Beer style names are often rather odd, when you think about them too much. Which I do on occasion, perhaps unsurprisingly. My favourite example of late concerns a recent (delightful) trend in craft brewing circles which has seen the release of several dark-and-hoppy / hoppy-and-dark beers.
If you take the rich black malty base as your starting point, you might see these as hoppy porters and one instance of the broader modern hoppy-x phenomenon. But if you start from the hop focus instead, then these look like IPAs with the malt darkened to the limit.
Both starting points lead to clumsy potential names for the style, as it emerges. “American style porter” carries the unfortunate implication that the United States is synonymous with hoppiness and that sort of lumping is just a bit much like suggesting that “Belgian” equals boozy and “English” equals not-very-bubbly. Even if a nation does do something particularly well, I just can’t shake my discomfort with having their name in the style’s name.1 The other extreme usually leads to “Black IPA”, which is peculiar for the rather-obvious reason that the ‘P’ in IPA stands for pale and ‘black’ pretty much entirely implies not pale.
I don’t really have a good suggestion for how to fix all this, but I can say that I emphatically reject Deschutes’ attempt here to coin “Cascadian Dark Ale” / “C.D.A.”. That’s just awful. It sounds horrendously smarmy in its full version, and too much like “seedy, eh?” in its abbreviated form. And what about beers that don’t opt for Cascade or generally-Cascadey hops? For what its worth, I vote No on C.D.A., while at the same time voting Hell Yes on another one of the beer itself, please.
I’m loving this style, whatever it winds up being called, and this is a bloody lovely example of it. Huge and rich, and with a many-fronted hoppy component that makes instant nonsense all over again of the one-dimensional name. Even when you know what you’re getting into with these things, the fruity nose is still a pleasant shock — the brain’s connection between this sort of appearance and more-traditional porter / stout is pretty strong yet, I suppose. This one just struck me like a fantastic fruit salad from some parallel universe in which chocolate is also a fruit.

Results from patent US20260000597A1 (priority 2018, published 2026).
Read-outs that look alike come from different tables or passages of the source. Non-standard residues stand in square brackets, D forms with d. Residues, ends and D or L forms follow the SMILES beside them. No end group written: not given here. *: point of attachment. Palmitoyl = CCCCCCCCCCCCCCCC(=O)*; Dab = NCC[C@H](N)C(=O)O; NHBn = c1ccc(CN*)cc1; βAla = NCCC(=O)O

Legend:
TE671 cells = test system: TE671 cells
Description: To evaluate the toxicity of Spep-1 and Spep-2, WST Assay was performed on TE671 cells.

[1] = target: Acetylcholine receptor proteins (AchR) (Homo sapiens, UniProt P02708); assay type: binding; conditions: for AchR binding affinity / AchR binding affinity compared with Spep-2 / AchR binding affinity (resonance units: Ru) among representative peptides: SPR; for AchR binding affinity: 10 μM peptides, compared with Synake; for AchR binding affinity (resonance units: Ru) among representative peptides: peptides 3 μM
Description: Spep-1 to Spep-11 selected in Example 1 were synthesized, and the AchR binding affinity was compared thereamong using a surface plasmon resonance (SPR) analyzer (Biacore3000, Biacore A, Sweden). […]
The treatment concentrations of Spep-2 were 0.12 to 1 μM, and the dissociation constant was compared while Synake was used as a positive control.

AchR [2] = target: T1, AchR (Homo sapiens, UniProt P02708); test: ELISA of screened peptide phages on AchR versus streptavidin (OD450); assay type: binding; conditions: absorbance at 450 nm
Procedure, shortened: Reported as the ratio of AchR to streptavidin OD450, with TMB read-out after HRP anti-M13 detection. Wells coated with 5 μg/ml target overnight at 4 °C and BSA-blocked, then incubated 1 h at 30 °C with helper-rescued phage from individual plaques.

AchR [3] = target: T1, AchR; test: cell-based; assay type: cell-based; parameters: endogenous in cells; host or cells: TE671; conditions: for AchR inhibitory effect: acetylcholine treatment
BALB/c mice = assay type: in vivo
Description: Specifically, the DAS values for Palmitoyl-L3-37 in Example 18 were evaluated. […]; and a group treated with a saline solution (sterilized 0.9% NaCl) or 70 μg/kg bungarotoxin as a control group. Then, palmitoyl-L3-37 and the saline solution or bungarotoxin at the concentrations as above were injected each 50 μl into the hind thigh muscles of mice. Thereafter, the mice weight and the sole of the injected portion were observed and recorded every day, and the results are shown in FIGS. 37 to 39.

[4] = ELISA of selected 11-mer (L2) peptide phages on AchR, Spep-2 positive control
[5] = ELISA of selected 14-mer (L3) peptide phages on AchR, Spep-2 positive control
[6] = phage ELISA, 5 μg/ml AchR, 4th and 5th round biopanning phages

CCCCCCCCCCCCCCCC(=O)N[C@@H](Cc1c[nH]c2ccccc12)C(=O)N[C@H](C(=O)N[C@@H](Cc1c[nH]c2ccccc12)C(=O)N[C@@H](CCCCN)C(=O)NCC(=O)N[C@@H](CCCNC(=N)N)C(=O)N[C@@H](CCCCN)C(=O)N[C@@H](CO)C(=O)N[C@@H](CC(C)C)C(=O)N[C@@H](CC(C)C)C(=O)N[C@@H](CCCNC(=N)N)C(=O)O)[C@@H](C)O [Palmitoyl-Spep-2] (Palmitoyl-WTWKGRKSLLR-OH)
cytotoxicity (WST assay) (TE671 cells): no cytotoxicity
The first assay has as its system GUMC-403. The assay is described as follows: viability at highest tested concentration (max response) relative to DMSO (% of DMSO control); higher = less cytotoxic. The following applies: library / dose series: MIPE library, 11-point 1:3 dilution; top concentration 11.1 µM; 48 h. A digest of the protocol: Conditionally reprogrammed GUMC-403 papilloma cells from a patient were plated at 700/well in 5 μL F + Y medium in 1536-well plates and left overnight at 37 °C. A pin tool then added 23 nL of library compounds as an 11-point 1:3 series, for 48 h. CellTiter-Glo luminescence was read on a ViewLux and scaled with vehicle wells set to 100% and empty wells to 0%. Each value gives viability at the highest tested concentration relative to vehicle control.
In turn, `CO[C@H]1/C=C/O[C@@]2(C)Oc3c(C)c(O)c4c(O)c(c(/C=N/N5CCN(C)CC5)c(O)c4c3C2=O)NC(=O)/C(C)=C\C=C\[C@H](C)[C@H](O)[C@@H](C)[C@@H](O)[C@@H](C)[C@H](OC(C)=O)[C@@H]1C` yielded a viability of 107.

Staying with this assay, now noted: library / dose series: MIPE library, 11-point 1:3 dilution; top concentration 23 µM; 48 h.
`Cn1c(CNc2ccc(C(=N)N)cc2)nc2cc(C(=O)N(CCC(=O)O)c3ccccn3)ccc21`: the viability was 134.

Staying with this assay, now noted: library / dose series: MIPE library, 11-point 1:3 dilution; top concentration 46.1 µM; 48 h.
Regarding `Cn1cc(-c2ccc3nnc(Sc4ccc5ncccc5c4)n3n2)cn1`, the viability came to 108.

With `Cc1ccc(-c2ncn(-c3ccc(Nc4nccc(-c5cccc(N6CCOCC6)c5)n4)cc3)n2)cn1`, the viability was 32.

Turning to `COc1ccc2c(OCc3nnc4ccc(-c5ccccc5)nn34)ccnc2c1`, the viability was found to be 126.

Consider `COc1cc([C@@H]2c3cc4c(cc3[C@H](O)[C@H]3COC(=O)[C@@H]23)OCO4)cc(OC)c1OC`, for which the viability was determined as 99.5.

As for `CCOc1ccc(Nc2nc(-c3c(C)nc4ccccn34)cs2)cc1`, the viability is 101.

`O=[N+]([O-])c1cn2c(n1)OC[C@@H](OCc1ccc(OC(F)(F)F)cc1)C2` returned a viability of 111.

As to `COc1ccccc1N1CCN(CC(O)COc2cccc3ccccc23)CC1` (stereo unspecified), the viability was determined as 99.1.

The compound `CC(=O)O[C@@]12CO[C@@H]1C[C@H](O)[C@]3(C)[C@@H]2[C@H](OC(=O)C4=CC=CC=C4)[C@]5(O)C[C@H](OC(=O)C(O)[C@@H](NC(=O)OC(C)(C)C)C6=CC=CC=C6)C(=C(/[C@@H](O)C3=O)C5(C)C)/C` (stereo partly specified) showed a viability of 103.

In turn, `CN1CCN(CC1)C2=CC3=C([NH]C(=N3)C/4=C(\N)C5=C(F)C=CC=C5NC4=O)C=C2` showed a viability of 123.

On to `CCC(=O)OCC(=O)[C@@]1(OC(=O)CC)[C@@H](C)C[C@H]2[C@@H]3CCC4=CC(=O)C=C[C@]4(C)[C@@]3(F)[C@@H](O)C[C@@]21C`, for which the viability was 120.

And, enjoyably, this turned out to be a rare exception to the way in which taking photos of your beer tends to get you laughed at — here, it got me laughed with. My Newfoundlander friend Jillian (over here on an extended holiday, part of which she spent working with us at the Malthouse) took the opportunity to show off (or just entirely ad lib and invent; I’m not sure) her light-writing skill by ‘signing’ my glass with my trusty beer-illuminating cigarette lighter. It’s a pretty good result (though, if we’re being entirely honest, there were several hilariously-crap early attempts, which I’ll spare you), and gave me a crash-course in the long-exposure settings on my new camera. Bloody marvellous.
Verbatim: Deschutes ‘Hop in the Dark’ C.D.A. 3/3/11 @ MH from my stash. 1pt 6floz ÷ 2 w/ Peter, after a nice night out @ Hop Garden. The Emerson’s dinner was on, which had a side-effect of letting us hang with a bunch of regulars. This seemed suitably weighty. I do love the Black IPA, as much as I resist this silly name. It’s massively dark, with a surprisingly fruit nose. Just what you need. Like fruit salad, if chocolate was a fruit, as well.
1: I’m okay with “American Pale Ale”, though. Which is possibly just old-fashioned inconsistency, though I might defend myself by noting that APA certainly did emerge from the U.S., and that the national adjective pegs to the varieties of hops and their character rather than just the raw notion of their presence and intensity.